Google Joins Pre-Olympic Ceremony Excitement With Doodle
By Christina DesMarais
Google’s homepage today celebrates the official start of the London 2012 Olympics, which will commence at 4 p.m. EDT when a billion people around the world are expected to tune in to watch the Opening Ceremony.
The doodle is a cheery and colorful cartoon that features a handful of athletes holding the letters of the search giant’s name, including one holding a javelin representing an “L.” Hover your pointer over the doodle and you’ll see the message “Hurray for sports!” Click on it, and you will land on a search results page for “opening ceremony London 2012.” (See also “10 Great Apps for the London 2012 Olympics.”)
Titled “Isles of Wonder,” the Opening Ceremony show will feature thousands of performers who will showcase the best of London and the U.K.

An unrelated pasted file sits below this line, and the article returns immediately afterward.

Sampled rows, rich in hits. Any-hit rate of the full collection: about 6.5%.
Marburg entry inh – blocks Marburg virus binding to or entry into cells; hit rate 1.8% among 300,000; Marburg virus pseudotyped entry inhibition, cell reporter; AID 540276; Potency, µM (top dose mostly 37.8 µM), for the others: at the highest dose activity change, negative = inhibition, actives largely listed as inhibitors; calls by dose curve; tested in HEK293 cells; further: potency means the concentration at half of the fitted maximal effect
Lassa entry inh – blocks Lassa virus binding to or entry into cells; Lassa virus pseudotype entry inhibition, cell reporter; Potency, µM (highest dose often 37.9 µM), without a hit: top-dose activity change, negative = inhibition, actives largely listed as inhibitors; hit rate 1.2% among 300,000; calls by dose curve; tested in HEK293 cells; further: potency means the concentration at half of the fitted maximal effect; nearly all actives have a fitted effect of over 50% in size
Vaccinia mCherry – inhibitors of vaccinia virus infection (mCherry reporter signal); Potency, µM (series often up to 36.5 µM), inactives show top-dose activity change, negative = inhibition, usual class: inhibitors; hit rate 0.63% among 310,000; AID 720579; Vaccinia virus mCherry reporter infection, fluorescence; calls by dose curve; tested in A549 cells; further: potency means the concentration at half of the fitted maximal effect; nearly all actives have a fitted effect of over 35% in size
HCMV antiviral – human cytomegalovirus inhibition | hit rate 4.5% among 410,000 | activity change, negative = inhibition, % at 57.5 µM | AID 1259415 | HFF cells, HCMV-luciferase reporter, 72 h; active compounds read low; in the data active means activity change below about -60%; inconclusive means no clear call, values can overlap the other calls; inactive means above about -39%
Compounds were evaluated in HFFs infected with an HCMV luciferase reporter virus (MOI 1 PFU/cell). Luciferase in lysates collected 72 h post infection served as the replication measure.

The ceremony will kick off with the ringing of the largest harmonically tuned bell in Europe, after which the Queen of England will be greeted by Jacques Rogge, the President of the International Olympic Committee.
Next a parade of athletes will enter the stadium, headed by the Greek team, and followed by teams from other nations arranged alphabetically as well as Great Britain’s team, which will enter last.
Speeches will ensue, including one from the Queen who will officially pronounce the Games open. The Olympic Flag will be carried into the Stadium and participants will swear an oath to compete and judge fairly.
Finally, the Olympic flame will enter the Stadium where athletes will pass it to a torchbearer who will light the cauldron, which will burn continuously until the Games are over.
The excitement leading up to the Opening Ceremony is high.
In anticipation, thousands of bells rang across Britain for three minutes on Friday—everything from bells on churches, bicycles, doors, and even mobile phone ringtones. Of course, London’s Big Ben in the parliament’s clock tower participated—the first time the famous bell has been rung outside its regular hours since the funeral of King George VI in 1952.